[ISN] Feds may require all email to be kept by ISP's

From: InfoSec News (isnat_private)
Date: Tue Jul 02 2002 - 02:34:12 PDT

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    Forwarded from: kam <kamat_private>
    It will be interesting to see how this story develops...
    Friday, June 28, 2002
    By Kelley Beaucar Vlahos
    WASHINGTON - It may sound like a plot device for a futuristic movie,
    but the federal government may not be far from forcing Internet
    service providers to keep copies of all e-mail exchanges in the
    interest of homeland security.
    The White House denied a Washington Post report Thursday alleging that
    the Al Qaeda terrorist network is working on using online and stored
    data to disrupt the workings of power grids, air traffic towers, dams,
    and other infrastructure. But a White House official did acknowledge
    that Al Qaeda has an interest in developing such abilities.
    And it's that interest that has technology circles wondering if the
    federal government is going to follow the European Union's lead in
    passing legislation that would allow the government to mine data on
    customers saved by ISPs.
    Last month, the European Union passed a resolution that would require
    all ISPs to store for up to seven years e-mail message headers,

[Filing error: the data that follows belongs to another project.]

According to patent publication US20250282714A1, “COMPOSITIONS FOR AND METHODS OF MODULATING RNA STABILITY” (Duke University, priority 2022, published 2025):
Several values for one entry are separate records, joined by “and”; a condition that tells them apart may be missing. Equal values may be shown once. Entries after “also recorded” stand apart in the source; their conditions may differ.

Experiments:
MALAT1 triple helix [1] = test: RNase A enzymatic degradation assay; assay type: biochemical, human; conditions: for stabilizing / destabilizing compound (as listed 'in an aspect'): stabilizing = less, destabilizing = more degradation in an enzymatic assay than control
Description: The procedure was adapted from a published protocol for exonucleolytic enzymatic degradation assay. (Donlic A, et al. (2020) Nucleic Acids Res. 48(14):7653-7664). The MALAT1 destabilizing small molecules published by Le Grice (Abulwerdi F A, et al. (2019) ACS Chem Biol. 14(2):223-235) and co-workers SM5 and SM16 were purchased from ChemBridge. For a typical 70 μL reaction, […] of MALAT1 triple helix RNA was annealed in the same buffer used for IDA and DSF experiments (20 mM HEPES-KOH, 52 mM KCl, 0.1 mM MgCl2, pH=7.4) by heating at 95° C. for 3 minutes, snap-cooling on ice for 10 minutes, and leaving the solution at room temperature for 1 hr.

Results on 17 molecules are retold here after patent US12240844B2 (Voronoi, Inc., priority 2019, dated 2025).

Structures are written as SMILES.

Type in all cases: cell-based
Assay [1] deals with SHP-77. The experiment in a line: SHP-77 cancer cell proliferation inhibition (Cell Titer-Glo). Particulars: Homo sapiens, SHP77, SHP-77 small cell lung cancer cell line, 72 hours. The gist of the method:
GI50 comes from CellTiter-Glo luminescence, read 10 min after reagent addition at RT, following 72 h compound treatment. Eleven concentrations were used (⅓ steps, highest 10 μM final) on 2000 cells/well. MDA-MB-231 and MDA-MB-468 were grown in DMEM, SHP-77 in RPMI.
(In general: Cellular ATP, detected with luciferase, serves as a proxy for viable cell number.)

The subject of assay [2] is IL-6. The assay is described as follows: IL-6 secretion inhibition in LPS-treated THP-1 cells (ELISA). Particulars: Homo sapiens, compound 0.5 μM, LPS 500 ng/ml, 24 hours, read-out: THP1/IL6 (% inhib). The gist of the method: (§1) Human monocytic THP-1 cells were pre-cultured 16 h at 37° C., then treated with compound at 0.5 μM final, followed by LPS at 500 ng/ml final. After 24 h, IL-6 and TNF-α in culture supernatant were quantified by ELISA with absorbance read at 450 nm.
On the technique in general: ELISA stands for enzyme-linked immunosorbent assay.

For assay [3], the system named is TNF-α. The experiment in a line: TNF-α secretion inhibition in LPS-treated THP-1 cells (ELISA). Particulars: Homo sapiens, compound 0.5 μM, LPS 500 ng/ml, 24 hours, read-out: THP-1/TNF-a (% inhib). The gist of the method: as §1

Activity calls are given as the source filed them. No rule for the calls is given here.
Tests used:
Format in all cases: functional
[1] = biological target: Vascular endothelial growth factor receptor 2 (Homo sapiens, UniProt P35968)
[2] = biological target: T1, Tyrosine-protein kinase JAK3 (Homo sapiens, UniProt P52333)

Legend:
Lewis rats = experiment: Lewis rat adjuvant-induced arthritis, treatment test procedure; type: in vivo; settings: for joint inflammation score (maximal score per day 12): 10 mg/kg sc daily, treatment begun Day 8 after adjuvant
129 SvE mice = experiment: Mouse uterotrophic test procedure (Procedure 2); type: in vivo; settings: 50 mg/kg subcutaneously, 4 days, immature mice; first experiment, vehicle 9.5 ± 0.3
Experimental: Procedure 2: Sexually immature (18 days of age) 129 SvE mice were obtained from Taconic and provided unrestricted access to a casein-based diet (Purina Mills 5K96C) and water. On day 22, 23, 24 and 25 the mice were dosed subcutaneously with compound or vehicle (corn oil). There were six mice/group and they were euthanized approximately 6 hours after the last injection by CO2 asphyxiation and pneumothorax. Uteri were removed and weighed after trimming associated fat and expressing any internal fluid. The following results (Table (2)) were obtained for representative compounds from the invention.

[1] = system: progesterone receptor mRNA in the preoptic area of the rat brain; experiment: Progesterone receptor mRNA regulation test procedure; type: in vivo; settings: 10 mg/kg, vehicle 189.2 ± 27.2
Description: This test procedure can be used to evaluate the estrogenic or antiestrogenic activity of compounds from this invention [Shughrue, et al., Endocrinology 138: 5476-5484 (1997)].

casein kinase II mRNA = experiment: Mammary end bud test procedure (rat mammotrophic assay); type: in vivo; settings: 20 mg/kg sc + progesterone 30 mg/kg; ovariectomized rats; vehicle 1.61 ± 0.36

Web-surfing histories, chat logs, pager records, phone and fax
    connections, passwords, and more.
    Already, Germany, France, Belgium, and Spain have drafted laws that
    comply with the directive. Technology experts say the U.S. federal
    government may try to do the same thing using the vast law enforcement
    allowances provided under the USA Patriot Act.
    "They drafted the Patriot Act to lower all of the thresholds for the
    invasion of privacy," said Gene Riccoboni, a New York-based Internet
    lawyer who said he has found loopholes in the anti-terror legislation
    that could open up the possibility for an EU-style data retention
    Under the Patriot Act signed into law in October, law enforcement
    needs as little as an administrative subpoena to trace names, e-mail
    addresses, types of Internet access individuals use, and credit card
    numbers used online.
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